A visible and growing number of transgender children in North America live in alignment with their gender identity rather than their natal sex, yet scientific research has largely ignored them. No longer, says Nicholas Eaton, PhD, an Assistant Professor of Psychology at Stony Brook University. Dr. Eaton and his colleagues at the TransYouth Project have started the first large-scale, national study of socially-supported transgender kids.
Their first findings, scheduled for publication later this month in Psychological Science, are groundbreaking. The paper is titled Gender Cognition in Transgender Children.
"We found that gender cognition in the transgender kids was indistinguishable from their non-transgender peers and siblings," Dr. Eaton says. "They appear exactly like their non-transgender peers/siblings, but in the direction of their gender identity, not their sex. For example, in the case of a child who was assigned male sex at birth but now lives life fully as a girl, her responses on all the study's tasks were indistinguishable from non-transgender girls."
That runs counter to assumptions that transgender kids are pretending or confused about their gender, or that no kid knows what gender even means at that age. The study indicates, rather, that transgender kids are reporting authentic, deep-rooted gender variance. They really are experiencing a gender identity similar to that of their peers—they don't seem to be pretending or confused, and they do seem to have a clear understanding of what that gender identity means.
"Transgender children are reporting gender identities indistinguishable from non-transgender children," Dr. Eaton says. "As schools and organizations struggle with how best to accommodate and include transgender children—in public restrooms, in locker rooms, on sports teams—our results inform the debate and support honoring the needs and identities of the transgender children."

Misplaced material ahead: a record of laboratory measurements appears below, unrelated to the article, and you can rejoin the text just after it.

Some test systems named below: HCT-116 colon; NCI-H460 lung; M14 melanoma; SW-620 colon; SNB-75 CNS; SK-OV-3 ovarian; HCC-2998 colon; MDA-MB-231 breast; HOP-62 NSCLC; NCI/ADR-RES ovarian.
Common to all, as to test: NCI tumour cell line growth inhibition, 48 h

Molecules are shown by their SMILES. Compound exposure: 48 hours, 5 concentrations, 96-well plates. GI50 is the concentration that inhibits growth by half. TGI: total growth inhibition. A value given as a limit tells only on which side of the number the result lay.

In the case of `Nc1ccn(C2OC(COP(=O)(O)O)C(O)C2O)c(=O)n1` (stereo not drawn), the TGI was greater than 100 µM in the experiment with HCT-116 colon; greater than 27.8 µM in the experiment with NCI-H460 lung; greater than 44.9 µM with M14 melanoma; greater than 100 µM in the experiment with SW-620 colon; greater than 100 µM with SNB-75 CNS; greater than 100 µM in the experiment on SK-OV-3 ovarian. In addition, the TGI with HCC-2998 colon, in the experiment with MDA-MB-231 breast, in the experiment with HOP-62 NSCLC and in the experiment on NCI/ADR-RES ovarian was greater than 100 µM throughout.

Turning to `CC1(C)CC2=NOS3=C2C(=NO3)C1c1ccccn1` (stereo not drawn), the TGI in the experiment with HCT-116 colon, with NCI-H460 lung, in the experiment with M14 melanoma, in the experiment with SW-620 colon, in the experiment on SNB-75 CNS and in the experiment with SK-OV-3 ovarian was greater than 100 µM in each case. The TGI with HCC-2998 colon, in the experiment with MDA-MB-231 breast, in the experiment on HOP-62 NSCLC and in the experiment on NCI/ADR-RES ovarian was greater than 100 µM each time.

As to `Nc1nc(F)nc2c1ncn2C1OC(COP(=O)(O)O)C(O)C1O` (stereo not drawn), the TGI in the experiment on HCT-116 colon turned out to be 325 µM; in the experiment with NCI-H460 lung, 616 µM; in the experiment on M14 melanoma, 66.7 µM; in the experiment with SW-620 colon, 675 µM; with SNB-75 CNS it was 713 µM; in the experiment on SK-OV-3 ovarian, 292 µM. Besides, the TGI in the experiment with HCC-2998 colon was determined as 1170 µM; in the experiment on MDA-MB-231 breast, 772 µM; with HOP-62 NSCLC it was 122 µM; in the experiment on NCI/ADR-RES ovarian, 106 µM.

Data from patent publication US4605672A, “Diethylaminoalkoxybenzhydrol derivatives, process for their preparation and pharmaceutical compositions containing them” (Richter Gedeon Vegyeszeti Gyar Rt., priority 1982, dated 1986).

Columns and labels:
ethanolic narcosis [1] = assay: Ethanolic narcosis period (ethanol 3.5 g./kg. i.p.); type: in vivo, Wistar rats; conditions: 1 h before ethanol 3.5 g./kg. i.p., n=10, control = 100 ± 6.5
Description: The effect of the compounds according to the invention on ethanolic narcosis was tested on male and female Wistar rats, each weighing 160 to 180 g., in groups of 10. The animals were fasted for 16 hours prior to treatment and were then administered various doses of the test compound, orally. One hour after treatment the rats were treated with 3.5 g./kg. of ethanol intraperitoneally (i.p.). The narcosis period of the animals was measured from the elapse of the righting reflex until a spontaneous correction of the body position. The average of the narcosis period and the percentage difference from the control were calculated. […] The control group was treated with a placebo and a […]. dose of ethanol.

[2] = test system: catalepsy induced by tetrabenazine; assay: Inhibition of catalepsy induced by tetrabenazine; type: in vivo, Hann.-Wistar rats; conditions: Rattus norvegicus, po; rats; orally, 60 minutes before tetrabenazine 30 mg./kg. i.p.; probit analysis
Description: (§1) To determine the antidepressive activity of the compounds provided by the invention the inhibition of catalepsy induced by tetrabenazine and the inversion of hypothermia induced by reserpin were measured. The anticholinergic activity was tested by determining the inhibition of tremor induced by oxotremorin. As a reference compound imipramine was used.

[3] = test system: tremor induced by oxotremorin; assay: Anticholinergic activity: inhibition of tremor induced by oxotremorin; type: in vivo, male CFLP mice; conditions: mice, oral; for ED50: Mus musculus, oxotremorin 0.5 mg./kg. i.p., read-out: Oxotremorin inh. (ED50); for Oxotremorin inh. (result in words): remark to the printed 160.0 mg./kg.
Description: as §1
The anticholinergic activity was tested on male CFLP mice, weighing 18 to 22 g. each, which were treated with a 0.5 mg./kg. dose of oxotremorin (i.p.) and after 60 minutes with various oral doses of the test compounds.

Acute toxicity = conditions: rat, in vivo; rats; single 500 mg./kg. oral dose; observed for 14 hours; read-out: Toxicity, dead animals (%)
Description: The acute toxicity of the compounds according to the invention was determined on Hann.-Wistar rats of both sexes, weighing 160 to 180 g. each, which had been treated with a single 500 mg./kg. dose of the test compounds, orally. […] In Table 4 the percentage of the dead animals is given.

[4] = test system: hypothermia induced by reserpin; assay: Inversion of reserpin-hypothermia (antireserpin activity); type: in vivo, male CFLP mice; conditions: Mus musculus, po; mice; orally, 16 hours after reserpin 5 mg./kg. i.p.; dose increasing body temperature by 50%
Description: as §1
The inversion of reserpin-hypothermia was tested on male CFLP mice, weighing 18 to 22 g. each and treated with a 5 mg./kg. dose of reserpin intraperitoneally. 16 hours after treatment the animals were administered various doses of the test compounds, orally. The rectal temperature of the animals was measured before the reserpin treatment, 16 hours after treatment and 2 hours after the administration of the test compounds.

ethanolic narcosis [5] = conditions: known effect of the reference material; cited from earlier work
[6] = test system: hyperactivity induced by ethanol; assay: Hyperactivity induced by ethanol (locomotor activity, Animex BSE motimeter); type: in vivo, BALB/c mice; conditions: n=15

The study investigated 32 transgender children who are living as their gender identity, 18 of their siblings, and 32 matched-controls (gender-typical children), all aged 5-12. The researchers administered the same set of tasks to all participants. Some tasks were the type you can easily control in terms of responses, like answering what gender you feel like you are on the inside. Others are harder to control, based on things like reaction time to computerized tasks—which psychologists believe helps clarify someone's attitudes and beliefs without their responses being potentially contaminated by social desirability biases, the urge to please parents, and so on.
"Across all these tasks, across the more and the less controllable measures of gender development, our transgender participants look just like other kids, but in the direction of their gender identity rather than their sex assigned at birth," says Dr. Eaton.
The TransYouth Project aims to help scientists, educators, parents, and children better understand the varieties of human gender development. The endeavor is based in the Social Cognitive Development Lab at the University of Washington under the direction of principal investigator Dr. Kristina Olson. Eaton, Olson, and gender expert Aidan Key conceived the study. Dr. Olson's team collected the data; the researchers worked together to analyze and compose the paper.
The researchers plan to follow these children (and others) "longitudinally"—studying them at different points over a long period of time. The goal is to better understand the experience of transgender children as they age into adolescence and adulthood, monitoring the challenges they face, as well as sources of their resilience.
"We can help families understand the needs of these children, and we can also help schools, medical providers, and society more broadly understand how best to think about and include these kids in all aspects of life," Dr. Eaton says. "Our ultimate goal is to come to a better understanding of the experiences of transgender individuals and identify ways to support them across the lifespan."